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So in that case, I would say if math is the only subject that they are not getting those requirements in, then apply anyway and see if the college will admit your teen with the condition that they take remedial math classes, when they get there. Colleges will do this. I’m not certain how common it is, but I do know that many colleges have remedial math classes. So that might be another option if you don’t want to do the community college route. So to sum up, if your kid doesn’t want to go to college, then maybe it’s time to reduce your own requirements for graduation because you have the power to do that.
0 (25m 36s):
As long as your state homeschool law doesn’t have its own requirements about what math courses are taken. If they do want to go to college, consider community college as an option for starters, where they can get those requirements that they’ve missed at the same time, as they are taking other courses that are going to transfer to the four-year college. Or if math is the only issue, then maybe you could still go ahead and apply to the four-year college, and maybe the college would accept the student as long as they take remedial math classes freshman year to get them up to speed, to what they have taken in high school in order to be at that college.
0 (26m 20s):
So you see that there are options available to you. It’s not a done deal if your kid doesn’t meet all the math requirements for college in high school, but it certainly helps move the process. But you know what? Some kids don’t develop that math sense for a while. Or they don’t develop a math motivation for a while, and maybe they just need to have a little bit more time. This is the beauty of homeschooling is that we’re allowed to tailor things to our kids. And it doesn’t mean that we have failed at homeschool if circumstances or our kids’ own innate abilities have kept them from completing the required math courses in high school.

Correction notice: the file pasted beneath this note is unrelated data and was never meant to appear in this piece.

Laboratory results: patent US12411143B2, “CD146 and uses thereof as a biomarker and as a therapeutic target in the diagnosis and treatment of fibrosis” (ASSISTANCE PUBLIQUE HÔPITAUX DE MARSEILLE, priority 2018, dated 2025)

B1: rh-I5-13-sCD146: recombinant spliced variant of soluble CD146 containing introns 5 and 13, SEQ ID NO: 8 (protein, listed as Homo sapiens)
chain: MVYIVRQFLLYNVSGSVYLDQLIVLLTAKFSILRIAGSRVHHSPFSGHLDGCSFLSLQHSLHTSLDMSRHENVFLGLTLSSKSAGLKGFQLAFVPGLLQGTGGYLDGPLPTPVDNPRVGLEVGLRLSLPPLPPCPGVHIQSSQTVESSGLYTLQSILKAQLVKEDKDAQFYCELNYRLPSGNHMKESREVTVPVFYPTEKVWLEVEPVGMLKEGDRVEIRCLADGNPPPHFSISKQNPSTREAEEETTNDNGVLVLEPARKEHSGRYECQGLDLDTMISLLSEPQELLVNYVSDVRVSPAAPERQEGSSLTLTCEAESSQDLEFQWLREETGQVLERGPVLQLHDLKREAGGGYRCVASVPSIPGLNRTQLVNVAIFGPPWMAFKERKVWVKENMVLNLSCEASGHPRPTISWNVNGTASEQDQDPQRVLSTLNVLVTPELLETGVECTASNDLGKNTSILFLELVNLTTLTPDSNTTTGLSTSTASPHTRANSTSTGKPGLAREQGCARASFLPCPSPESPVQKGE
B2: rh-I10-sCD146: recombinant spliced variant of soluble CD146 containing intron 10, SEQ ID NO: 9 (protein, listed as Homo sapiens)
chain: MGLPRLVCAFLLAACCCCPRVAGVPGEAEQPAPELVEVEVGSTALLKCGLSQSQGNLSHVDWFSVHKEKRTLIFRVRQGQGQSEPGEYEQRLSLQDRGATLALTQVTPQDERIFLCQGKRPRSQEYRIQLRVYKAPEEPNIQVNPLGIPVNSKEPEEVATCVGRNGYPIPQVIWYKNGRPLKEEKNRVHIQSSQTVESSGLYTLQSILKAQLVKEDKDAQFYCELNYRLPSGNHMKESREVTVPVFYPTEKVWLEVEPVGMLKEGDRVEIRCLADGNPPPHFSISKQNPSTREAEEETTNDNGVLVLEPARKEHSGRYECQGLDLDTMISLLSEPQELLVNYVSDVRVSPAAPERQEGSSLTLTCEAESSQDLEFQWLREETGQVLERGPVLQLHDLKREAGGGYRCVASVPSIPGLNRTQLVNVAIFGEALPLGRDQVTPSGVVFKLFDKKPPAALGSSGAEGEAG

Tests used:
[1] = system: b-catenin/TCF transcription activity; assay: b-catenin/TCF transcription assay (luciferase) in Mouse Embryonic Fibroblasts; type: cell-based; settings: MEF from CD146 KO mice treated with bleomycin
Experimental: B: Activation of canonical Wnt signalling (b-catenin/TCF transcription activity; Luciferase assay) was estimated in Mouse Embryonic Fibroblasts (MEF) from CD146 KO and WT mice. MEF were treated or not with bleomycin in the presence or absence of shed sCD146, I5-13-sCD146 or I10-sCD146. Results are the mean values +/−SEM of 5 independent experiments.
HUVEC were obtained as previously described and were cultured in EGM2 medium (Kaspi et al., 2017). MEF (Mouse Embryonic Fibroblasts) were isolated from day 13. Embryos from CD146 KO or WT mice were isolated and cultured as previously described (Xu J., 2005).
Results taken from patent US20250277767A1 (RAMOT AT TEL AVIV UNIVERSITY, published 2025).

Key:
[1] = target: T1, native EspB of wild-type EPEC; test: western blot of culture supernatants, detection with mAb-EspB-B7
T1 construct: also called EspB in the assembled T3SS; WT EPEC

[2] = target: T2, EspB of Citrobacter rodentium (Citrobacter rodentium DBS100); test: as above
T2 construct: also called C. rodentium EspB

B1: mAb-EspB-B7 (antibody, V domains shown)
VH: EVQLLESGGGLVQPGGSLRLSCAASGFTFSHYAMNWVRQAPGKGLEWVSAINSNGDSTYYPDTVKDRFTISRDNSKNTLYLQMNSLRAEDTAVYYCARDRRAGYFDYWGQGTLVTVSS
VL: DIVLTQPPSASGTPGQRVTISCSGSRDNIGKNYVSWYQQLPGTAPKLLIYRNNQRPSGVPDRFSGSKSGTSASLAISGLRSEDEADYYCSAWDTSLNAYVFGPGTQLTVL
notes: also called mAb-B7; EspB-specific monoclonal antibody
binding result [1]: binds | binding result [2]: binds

0 (27m 9s):
Please do not say to yourself that you have not been successful homeschooling because this one aspect didn’t happen. The fact is that you are creating somebody who you want to be a responsible adult who can contribute to society in their own way and whom you enjoy hanging out with. And sometimes that means that math is just not a priority and that’s gotta be okay. We don’t need to make our kids continue to hit their heads against the wall of something over and over and over and over again, just because somebody else says it’s a quote-unquote requirement. It might not even be a requirement.
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Maybe people are saying you should, and you know me, I hate the should word. Your student, you know, best, you know what they need, you know what they can get along without, you know, what you’ve needed, and what you got along without. Use your common sense. It’s all going to be okay. Don’t be afraid of math. Don’t be afraid of not meeting the requirements. There are always ways to adapt and your kid will be okay in the long run. Trust me on this one. So I hope I’ve reassured you a little bit. That is my aim as always, my aim is not to create fear, but to ease it and to help you feel less stressed about all the areas of homeschooling high school.
0 (28m 38s):
So I hope we’ve accomplished that today. If you have any questions, feel free to go to the show notes on my blog and leave a comment on that page. I’d love to answer them for you if I can. And just remember, it may not always be easy to homeschool high school, but it doesn’t have to be that hard. I’ll see you next time.
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- Episode 94: Help! I’m a Failure as a Homeschool Mom! - February 3, 2023
- Episode 93: How to Transition to High School — by Alyssa Woolf - December 16, 2022